Newly reopened Webster bridge has a more bikable solid deck, but no bike lanes

The new bridge features a mostly solid concrete deck, but no bike lanes, just "sharrow" markings. Photo: CDOt
The new bridge features a mostly solid concrete deck, but no bike lanes, just "sharrow" markings. Photo: CDOt

Webster Avenue is direct, two-lane east-west connection between the Damen Avenue and Southport Avenue north-south bike routes, so it’s a handy cycling link between Wicker Park-Bucktown and neighborhoods to the northeast. The main fly in the ointment has been that the Webster bridge over the North Branch of the Chicago River has had an open-grate metal surface, with a diamond pattern that has been particularly slippery and treacherous for bike riders when wet.

The Webster bridge deck prior to reconstruction. Image: Google Maps
The Webster bridge deck prior to reconstruction. Image: Google Maps

The Chicago Department of Transportation completely closed the 106-year-old bridge for a $28 million rehab project in August 2021. It was a little frustrating to have the route out of commission for so long. That was especially true on a couple occasions when I forgot about the project and rode west from Southport a couple of blocks toward the span, only to see the construction barriers and have to backtrack and make my way south to Cortland Avenue, the next two-lane bridge to the south, via a less direct route.

Bike routes near the Webster bridge. Image: Google Maps
Bike routes near the Webster bridge. Image: Google Maps

So it was good news earlier this week when city officials cut the ribbon on the renovated bridge. While the project was supposed to only take nine months, supply chain issues pushed the schedule back by several months, according to CDOT chief Gia Biagi.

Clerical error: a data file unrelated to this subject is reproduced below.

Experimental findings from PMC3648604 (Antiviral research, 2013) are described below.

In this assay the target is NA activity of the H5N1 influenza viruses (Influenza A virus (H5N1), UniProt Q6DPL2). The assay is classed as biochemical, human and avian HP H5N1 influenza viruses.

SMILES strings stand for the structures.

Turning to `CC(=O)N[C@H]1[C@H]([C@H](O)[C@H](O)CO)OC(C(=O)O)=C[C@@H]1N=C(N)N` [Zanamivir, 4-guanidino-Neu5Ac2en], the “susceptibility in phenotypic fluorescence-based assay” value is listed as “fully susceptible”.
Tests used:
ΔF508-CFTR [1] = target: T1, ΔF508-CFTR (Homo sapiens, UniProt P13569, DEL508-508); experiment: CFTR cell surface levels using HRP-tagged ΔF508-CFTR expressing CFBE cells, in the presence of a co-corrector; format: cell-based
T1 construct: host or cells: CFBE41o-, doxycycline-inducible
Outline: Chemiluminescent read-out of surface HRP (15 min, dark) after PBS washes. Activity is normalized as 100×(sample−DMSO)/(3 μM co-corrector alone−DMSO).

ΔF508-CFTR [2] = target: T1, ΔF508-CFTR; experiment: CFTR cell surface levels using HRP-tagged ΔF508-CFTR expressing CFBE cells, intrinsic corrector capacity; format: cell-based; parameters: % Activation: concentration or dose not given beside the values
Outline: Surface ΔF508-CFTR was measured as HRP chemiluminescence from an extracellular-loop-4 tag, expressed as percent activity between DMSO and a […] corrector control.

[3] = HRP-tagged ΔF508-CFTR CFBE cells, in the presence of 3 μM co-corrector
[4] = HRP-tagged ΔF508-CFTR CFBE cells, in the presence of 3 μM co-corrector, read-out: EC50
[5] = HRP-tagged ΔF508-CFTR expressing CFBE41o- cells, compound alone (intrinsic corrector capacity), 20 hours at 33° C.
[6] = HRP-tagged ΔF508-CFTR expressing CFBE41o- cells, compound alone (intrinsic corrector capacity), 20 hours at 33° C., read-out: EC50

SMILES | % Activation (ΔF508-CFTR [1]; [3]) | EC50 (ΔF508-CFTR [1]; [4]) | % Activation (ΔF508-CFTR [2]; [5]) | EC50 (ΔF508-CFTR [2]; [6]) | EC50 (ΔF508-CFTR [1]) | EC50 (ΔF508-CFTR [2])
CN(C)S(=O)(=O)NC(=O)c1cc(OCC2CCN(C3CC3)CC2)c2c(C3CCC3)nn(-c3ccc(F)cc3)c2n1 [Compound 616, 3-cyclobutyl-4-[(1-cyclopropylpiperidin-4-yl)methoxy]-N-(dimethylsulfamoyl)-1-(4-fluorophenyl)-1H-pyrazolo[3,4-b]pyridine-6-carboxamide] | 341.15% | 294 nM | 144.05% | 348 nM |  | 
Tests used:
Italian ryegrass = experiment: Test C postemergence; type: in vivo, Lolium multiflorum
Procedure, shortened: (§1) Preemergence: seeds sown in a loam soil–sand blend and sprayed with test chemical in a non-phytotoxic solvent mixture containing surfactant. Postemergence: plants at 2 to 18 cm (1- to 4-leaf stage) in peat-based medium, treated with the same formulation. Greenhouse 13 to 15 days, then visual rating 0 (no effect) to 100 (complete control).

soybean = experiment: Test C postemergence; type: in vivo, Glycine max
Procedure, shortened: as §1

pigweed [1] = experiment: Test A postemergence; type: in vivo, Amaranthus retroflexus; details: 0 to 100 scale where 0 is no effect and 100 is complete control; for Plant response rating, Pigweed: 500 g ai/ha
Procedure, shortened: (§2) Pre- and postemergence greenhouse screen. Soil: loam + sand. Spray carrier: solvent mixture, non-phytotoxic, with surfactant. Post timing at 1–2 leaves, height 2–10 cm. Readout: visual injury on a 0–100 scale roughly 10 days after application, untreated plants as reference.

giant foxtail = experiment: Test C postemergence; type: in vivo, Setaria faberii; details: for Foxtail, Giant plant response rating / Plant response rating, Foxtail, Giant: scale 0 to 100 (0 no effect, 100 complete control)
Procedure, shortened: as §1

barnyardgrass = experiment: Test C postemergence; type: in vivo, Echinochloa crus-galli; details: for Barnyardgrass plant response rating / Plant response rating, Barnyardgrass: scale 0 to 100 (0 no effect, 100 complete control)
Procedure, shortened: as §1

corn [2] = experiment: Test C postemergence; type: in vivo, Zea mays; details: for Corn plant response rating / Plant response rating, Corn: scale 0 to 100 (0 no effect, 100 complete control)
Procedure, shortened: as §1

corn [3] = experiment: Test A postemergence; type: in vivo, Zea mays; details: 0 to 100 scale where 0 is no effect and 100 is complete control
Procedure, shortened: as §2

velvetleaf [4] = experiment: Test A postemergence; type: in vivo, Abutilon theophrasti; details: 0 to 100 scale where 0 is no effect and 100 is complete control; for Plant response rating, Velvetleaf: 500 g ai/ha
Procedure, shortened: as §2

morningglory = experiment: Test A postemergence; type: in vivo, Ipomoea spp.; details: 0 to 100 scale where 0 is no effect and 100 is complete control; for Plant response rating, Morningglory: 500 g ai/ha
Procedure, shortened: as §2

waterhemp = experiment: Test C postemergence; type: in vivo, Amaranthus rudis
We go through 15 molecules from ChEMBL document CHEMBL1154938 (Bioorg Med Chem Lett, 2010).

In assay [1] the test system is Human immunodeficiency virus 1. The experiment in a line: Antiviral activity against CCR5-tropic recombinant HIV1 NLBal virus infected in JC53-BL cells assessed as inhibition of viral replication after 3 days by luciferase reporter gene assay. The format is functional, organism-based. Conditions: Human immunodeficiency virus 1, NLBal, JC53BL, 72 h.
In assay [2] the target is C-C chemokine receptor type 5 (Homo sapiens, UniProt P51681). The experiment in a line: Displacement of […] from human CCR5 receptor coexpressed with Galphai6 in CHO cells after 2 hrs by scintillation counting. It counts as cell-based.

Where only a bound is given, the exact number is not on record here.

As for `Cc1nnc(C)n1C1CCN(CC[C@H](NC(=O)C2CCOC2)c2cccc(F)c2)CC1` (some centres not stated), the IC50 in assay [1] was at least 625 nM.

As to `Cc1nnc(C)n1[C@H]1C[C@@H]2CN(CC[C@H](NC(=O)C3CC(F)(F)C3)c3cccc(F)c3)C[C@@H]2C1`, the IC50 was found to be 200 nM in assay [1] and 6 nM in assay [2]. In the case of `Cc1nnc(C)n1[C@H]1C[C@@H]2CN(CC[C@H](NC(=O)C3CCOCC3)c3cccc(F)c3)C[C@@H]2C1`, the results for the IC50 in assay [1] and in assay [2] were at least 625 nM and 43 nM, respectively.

It’s also good that the new deck surface is solid concrete, with the exception of a few sections in the middle of the bridge that are still open-grate for drainage purposes. But those won’t really be a problem for people on bikes, since the opening are to the left of the typical cycling zone.

Aerial view of the bridge under construction last August.

Ideally, any time a bridge is renovated it should get protected bike lanes, but unfortunately Webster only got bike-and-chevron “shared-lane markings,” aka “sharrows.” That’s likely because the two-lane, relatively narrow span wasn’t widened, and CDOT felt there wasn’t room for protected bikeways in the existing footprint.

City officials cut the ribbon on the bridge. Photo: CDOT
City officials cut the ribbon on the bridge. Photo: CDOT

According to CDOT, the Webster bridge is a Chicago-style double-leaf trunnion bridge with pony trusses that were built by the city in the first two decades of the 1900s. While it used to function as a moveable bridge, it hasn’t been opened to facilitate the passage of watercraft since the 1960s.

In addition to filling in the bridge deck with concrete and painting the sharrows, the project includes the following:

  • Replacement of various structural beams, trusses, and bracings.
  • Signal timing improvements at Ashland Avenue.
  • Lighting improvements throughout the project limits.
  • Rehabilitation of historical elements, including the bridge house structures.
  • Improvements to crosswalks, curb ramps, and sidewalks for ADA compliance.

Have you used the new bridge yet? Let us know what you think in the comments.

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